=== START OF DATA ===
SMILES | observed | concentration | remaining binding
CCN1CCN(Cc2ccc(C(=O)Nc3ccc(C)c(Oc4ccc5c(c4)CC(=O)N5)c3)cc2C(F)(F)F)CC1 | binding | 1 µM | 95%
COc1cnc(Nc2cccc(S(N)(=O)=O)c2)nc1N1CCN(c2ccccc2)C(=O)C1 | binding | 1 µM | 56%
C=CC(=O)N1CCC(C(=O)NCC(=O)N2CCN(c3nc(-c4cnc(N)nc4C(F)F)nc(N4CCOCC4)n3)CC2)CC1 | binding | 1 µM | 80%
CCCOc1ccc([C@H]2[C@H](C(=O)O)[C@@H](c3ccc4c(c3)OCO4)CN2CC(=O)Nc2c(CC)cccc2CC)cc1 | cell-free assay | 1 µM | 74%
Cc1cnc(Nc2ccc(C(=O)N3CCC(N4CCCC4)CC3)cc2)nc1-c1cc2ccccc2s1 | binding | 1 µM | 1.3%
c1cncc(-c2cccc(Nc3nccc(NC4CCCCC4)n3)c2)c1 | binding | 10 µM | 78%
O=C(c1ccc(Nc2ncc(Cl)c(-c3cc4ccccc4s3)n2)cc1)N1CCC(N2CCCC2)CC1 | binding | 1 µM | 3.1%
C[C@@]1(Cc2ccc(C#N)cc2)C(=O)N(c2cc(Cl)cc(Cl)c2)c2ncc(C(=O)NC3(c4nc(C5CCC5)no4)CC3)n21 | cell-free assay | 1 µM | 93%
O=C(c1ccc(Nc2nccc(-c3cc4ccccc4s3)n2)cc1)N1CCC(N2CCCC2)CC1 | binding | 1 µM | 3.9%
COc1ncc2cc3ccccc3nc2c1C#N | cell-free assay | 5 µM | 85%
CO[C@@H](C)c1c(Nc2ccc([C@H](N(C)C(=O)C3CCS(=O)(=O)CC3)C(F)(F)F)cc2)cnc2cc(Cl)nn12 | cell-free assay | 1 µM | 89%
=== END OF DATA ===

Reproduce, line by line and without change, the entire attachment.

SMILES | observed | concentration | remaining binding
CCN1CCN(Cc2ccc(C(=O)Nc3ccc(C)c(Oc4ccc5c(c4)CC(=O)N5)c3)cc2C(F)(F)F)CC1 | binding | 1 µM | 95%
COc1cnc(Nc2cccc(S(N)(=O)=O)c2)nc1N1CCN(c2ccccc2)C(=O)C1 | binding | 1 µM | 56%
C=CC(=O)N1CCC(C(=O)NCC(=O)N2CCN(c3nc(-c4cnc(N)nc4C(F)F)nc(N4CCOCC4)n3)CC2)CC1 | binding | 1 µM | 80%
CCCOc1ccc([C@H]2[C@H](C(=O)O)[C@@H](c3ccc4c(c3)OCO4)CN2CC(=O)Nc2c(CC)cccc2CC)cc1 | cell-free assay | 1 µM | 74%
Cc1cnc(Nc2ccc(C(=O)N3CCC(N4CCCC4)CC3)cc2)nc1-c1cc2ccccc2s1 | binding | 1 µM | 1.3%
c1cncc(-c2cccc(Nc3nccc(NC4CCCCC4)n3)c2)c1 | binding | 10 µM | 78%
O=C(c1ccc(Nc2ncc(Cl)c(-c3cc4ccccc4s3)n2)cc1)N1CCC(N2CCCC2)CC1 | binding | 1 µM | 3.1%
C[C@@]1(Cc2ccc(C#N)cc2)C(=O)N(c2cc(Cl)cc(Cl)c2)c2ncc(C(=O)NC3(c4nc(C5CCC5)no4)CC3)n21 | cell-free assay | 1 µM | 93%
O=C(c1ccc(Nc2nccc(-c3cc4ccccc4s3)n2)cc1)N1CCC(N2CCCC2)CC1 | binding | 1 µM | 3.9%
COc1ncc2cc3ccccc3nc2c1C#N | cell-free assay | 5 µM | 85%
CO[C@@H](C)c1c(Nc2ccc([C@H](N(C)C(=O)C3CCS(=O)(=O)CC3)C(F)(F)F)cc2)cnc2cc(Cl)nn12 | cell-free assay | 1 µM | 89%